Top POEMs of 2012: Miscellaneous

Probiotics Decrease Antibiotic-Associated Diarrhea Risk

Clinical question: Does the concurrent use of probiotics decrease the risk of antibiotic-associated diarrhea in adults and children?

Bottom line: Probiotics -- live organisms thought to re-establish gastrointestinal flora -- are effective in decreasing the likelihood of antibiotic-associated diarrhea in adults and children. This approach is also effective when using multiple antibiotics to eradicate Helicobacter pylori. It's not clear from this analysis whether one type of bacterium is better than another. (LOE = 1a)

Reference: Videlock EJ, Cremonini F. Meta-analysis: probiotics in antibiotic-associated diarrhoea. Aliment Pharmacol Ther 2012;35(12):1355-1369.

Study design: Meta-analysis (randomized controlled trials))

Funding source: Self-funded or unfunded

Setting: Various (meta-analysis)

Synopsis: Disrupting the enormous and complex environment of the microbiota in our intestinal tracts with antibiotics is like a tornado decimating a large city; you can't expect the electricity to work the next day. Probiotics are the emergency workers brought into our gastrointestinal infrastructure to get the lights back on. The authors conducting this meta-analysis searched 3 databases, including the Cochrane Controlled Trial Register, followed by searching reference lists of retrieved articles, for double-blind randomized trials comparing the use of a probiotic with placebo in patients receiving antibiotics. They limited their search to articles published in English, which is probably acceptable. Two investigators extracted the data. The authors identified 34 studies of 4138 patients, though approximately one third of the studies had significant risk of bias. The studies included a variety of antibiotics for a variety of illnesses in both inpatient and outpatient settings across all age groups. Probiotics decreased the risk of antibiotic-associated diarrhea by approximately half (relative risk = .53; 95% CI, .44-.63), with one fewer patient reporting diarrhea for every 8 patients treated with a probiotic instead of a placebo (number needed to treat [NNT] = 8; 7-11). The benefit was similar in adults and children. The effectiveness of probiotic treatment was particularly pronounced for the treatment of H. pylori, with an NNT of 5 (4-10). This benefit may be somewhat overstated, given that there was evidence of publication bias (ie, studies not showing a benefit may not have been published). There was also heterogeneity among the study results,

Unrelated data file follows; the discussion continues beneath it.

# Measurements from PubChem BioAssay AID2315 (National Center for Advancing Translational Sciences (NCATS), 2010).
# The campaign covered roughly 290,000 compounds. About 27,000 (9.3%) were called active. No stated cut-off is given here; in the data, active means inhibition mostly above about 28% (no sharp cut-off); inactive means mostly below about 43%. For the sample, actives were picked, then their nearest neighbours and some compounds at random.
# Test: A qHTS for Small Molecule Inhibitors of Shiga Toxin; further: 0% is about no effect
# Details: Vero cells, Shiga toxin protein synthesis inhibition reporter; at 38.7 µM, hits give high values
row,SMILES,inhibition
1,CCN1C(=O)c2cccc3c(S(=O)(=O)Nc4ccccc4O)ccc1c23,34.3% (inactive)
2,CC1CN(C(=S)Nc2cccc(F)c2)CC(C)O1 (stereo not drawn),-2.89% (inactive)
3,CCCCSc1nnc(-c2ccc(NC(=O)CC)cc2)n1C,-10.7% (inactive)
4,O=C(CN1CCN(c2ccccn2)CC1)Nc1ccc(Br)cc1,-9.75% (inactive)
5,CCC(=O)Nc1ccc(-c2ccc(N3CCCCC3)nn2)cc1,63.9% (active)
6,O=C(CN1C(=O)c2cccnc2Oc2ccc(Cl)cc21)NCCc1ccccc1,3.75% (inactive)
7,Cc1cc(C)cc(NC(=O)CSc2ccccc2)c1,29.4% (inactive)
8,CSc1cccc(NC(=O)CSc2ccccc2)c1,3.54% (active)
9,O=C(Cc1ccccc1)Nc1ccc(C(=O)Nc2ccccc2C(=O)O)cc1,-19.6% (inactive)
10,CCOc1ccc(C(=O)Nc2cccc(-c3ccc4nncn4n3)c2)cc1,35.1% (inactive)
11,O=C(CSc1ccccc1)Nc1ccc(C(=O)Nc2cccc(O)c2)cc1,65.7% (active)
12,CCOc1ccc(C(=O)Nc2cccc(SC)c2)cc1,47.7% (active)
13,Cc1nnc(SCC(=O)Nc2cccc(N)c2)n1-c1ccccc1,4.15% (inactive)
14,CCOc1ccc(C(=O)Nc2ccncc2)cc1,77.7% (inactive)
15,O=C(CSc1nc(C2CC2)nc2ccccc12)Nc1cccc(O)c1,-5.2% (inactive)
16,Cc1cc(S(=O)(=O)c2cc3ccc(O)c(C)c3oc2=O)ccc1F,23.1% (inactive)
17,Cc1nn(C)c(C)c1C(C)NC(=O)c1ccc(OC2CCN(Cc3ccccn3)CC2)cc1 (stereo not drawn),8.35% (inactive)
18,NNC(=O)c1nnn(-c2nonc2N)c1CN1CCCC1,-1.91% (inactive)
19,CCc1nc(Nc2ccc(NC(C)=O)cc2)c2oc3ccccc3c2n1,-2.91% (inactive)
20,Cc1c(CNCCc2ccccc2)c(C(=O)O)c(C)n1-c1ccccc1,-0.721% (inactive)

Allen F. Shaughnessy, PharmD, MMedEd
Professor of Family Medicine
Tufts University
Boston, MA

Watching an Injection Increases the Pain

Clinical question: Does watching a painful procedure increase patients' perceptions of the pain and unpleasantness?

Bottom line: Take a hint from dentists, who hide the Novocaine needle behind their back, so that their patients never see the needle about to be thrust into their mouths: Ask patients to look away or close their eyes before getting an injection or having blood drawn. In this experimental study, patients who received a mild electric shock experienced greater pain scores while simultaneously watching a video of a needle pricking a finger, even though they were fully aware that the video was not of their own hand. Expectations are everything. (LOE = 2b)

Reference: Hofle M, Hauck M, Engel AK, Senkowski D. Viewing a needle pricking a hand that you perceive as yours enhances unpleasantness of pain. Pain 2012;153(5):1074-1081.

Study design:  Cohort (prospective)

Funding source: Foundation

Setting: Other

Synopsis: Experiments that mess with our perceptions are very interesting, and this one is no different. The researchers enrolled 28 patients (students) to receive an electric shock to their index finger -- nothing harmful, but enough to be perceived as "painful." Seated, the patients placed their hand on a board, underneath a video screen that showed an image of another hand. The patients were aware that the image was not of their hand though the positioning of the image was the same as the position of their own hand. The video showed the hand being touched by either a needle or a Q-tip at the same time they received the electric shock. Even though they knew it wasn't their own hand, watching the needle prick the video-hand increased their ratings of the pain of the electric shock as compared with watching the Q-tip touch. Pupil dilation, a sign of autonomic reaction to the shock, also increased. Pain intensity was an average 3 to 4 points higher on a scale of 0 to 100 with the image of the needle pain, as were reports of unpleasantness.

Allen F. Shaughnessy, PharmD, MMedEd
Professor of Family Medicine
Tufts University
Boston, MA

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